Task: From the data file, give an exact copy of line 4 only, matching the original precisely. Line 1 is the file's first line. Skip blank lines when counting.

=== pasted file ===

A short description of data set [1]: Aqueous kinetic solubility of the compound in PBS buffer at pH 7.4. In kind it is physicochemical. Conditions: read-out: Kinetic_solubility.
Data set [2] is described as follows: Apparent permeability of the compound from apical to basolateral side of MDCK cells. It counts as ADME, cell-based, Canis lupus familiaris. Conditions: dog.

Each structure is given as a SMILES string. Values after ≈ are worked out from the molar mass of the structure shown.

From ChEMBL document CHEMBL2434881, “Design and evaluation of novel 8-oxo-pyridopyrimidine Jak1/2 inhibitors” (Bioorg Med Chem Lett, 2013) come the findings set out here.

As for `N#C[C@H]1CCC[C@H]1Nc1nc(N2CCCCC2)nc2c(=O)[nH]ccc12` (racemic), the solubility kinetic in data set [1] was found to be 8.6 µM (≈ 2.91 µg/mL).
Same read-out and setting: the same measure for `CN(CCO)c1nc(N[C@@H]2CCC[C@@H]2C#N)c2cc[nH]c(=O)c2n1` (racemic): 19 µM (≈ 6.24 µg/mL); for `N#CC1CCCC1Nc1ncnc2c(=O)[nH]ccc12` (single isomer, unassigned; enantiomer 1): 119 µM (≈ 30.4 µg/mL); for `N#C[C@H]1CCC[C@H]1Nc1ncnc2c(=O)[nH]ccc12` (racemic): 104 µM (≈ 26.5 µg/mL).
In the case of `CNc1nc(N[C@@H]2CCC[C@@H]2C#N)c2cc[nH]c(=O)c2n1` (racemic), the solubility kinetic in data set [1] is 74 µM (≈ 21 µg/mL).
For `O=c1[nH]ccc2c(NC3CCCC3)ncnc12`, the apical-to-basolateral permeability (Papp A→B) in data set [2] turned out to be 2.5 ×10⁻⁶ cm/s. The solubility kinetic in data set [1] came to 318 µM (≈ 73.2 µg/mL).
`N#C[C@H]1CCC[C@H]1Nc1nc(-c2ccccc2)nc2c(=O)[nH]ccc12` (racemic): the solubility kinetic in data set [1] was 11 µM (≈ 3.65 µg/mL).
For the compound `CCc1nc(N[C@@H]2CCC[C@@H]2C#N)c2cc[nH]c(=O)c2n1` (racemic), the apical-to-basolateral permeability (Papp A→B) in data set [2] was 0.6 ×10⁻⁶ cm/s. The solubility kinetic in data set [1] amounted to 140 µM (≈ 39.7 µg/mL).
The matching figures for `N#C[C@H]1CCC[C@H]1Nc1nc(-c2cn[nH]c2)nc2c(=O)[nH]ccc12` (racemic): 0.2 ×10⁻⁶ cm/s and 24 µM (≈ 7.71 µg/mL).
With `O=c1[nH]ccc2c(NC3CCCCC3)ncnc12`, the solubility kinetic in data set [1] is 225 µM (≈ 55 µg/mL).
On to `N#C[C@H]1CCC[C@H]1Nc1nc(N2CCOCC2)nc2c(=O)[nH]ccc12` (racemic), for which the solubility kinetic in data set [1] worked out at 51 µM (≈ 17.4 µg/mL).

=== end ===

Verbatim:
From ChEMBL document CHEMBL2434881, “Design and evaluation of novel 8-oxo-pyridopyrimidine Jak1/2 inhibitors” (Bioorg Med Chem Lett, 2013) come the findings set out here.